Changes in the Arctic: Background and Issues for Congress
LIBRARY OF CONGRESS WASHINGTON DC CONGRESSIONAL RESEARCH SERVICE
Pagination or Media Count:
The diminishment of Arctic sea ice has led to increased human activities in the Arctic, and has heightened concerns about the regions future. The United States, by virtue of Alaska, is an Arctic country and has substantial interests in the region. On January 12, 2009, the George W. Bush Administration released a presidential directive, called National Security Presidential Directive 66Homeland Security Presidential Directive 25 NSPD 66HSPD 25, establishing a new U.S. policy for the Arctic region. Record low extent of Arctic sea ice in 2007 focused scientific and policy attention on its linkage to global climate change, and to the implications of projected ice-free seasons in the Arctic within decades. The Arctic has been projected by several scientists to be perennially ice-free in the late summer by the late 2030s. The five Arctic coastal states-the United States, Canada, Russia, Norway, and Denmark of which Greenland is a territory-are in the process of preparing Arctic territorial claims for submission to the Commission on the Limits of the Continental Shelf. The Russian claim to the enormous underwater Lomonosov Ridge, if accepted, would reportedly grant Russia nearly one-half of the Arctic area. There are also four other unresolved Arctic territorial disputes. The diminishment of Arctic ice could lead in the coming years to increased commercial shipping on two trans-Arctic sea routes. Current international guidelines for ships operating in Arctic waters are being updated, with a targeted completion date of 2010.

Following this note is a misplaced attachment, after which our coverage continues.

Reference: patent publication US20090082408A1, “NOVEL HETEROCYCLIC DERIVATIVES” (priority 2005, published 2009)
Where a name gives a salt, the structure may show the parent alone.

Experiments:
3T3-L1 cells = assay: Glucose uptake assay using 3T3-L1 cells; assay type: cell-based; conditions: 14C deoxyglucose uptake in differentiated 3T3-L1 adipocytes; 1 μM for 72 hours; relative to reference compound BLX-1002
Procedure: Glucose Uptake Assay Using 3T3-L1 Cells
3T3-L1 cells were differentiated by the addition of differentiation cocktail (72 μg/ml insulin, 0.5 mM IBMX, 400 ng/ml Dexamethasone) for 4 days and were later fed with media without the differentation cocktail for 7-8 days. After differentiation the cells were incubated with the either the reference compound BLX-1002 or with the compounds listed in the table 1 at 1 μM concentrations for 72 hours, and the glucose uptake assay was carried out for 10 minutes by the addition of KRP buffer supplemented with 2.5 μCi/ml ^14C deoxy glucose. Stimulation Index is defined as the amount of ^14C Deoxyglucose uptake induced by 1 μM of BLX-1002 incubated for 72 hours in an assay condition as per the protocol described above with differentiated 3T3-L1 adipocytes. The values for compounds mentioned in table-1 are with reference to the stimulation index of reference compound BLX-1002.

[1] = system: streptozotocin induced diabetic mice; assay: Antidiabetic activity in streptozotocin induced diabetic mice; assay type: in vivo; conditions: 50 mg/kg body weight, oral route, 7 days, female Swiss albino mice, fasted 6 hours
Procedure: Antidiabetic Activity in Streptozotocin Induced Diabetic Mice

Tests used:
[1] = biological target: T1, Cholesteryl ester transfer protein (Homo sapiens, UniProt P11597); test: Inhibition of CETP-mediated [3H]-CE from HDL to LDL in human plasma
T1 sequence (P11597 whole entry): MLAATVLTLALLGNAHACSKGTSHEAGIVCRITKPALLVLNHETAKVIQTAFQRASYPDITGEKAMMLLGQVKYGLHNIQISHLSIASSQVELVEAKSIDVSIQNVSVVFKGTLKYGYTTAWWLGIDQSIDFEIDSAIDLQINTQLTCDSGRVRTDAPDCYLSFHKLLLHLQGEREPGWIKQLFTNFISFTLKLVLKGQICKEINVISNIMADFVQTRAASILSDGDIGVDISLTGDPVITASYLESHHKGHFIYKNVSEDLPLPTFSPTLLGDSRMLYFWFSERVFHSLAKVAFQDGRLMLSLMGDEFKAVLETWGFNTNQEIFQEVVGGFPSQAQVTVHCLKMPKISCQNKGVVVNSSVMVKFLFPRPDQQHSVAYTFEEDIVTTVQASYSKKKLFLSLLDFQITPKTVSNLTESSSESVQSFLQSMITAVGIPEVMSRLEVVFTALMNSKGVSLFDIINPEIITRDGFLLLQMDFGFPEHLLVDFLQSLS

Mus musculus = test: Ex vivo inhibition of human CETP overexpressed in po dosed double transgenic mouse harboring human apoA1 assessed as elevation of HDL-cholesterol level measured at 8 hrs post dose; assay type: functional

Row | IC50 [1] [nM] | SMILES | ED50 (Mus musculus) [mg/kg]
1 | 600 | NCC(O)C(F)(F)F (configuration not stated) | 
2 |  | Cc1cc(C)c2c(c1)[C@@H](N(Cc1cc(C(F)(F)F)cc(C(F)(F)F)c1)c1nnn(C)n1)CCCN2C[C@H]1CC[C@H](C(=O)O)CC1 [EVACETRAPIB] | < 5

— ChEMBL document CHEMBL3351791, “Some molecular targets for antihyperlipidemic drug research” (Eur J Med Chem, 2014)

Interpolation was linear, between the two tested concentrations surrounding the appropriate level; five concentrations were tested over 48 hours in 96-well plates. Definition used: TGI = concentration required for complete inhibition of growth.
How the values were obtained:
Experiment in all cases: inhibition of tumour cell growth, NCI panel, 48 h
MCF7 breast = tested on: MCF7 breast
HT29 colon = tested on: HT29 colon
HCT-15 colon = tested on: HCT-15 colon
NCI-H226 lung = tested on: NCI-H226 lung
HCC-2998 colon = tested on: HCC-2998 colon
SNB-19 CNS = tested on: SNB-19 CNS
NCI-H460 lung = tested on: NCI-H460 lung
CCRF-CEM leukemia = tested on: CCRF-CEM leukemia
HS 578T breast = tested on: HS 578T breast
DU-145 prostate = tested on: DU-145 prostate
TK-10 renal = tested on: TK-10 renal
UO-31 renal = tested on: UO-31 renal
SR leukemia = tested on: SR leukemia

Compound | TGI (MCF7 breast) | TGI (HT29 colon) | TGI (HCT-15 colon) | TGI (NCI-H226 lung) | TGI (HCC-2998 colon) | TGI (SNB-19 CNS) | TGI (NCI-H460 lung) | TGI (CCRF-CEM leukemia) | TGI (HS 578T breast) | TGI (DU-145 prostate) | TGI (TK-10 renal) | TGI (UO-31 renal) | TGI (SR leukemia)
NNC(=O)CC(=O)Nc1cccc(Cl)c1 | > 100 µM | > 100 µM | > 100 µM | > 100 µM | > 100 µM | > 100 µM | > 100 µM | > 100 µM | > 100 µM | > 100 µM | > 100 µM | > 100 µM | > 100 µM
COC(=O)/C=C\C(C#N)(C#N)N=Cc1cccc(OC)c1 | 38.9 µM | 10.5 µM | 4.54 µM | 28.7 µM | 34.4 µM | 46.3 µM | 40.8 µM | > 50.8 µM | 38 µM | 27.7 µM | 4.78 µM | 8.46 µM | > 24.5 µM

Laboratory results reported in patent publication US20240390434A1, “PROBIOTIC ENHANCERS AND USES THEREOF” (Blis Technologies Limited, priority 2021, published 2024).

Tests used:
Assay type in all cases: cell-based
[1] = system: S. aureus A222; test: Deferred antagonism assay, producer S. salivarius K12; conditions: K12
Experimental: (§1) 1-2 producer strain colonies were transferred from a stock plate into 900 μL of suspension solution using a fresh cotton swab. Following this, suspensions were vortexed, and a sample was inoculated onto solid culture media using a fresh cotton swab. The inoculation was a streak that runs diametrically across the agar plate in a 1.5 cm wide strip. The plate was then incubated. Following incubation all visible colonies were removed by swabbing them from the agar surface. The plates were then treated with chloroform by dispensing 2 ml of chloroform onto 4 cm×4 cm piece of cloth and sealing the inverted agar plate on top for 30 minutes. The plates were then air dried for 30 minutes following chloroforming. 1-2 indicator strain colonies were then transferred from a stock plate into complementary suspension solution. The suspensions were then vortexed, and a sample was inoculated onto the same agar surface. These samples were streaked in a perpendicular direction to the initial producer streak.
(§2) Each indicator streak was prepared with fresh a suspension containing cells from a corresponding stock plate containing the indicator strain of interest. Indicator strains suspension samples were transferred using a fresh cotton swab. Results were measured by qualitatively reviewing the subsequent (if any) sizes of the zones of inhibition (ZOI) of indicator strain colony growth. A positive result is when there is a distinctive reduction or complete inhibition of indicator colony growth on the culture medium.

- Government and Political Science
- Snow, Ice and Permafrost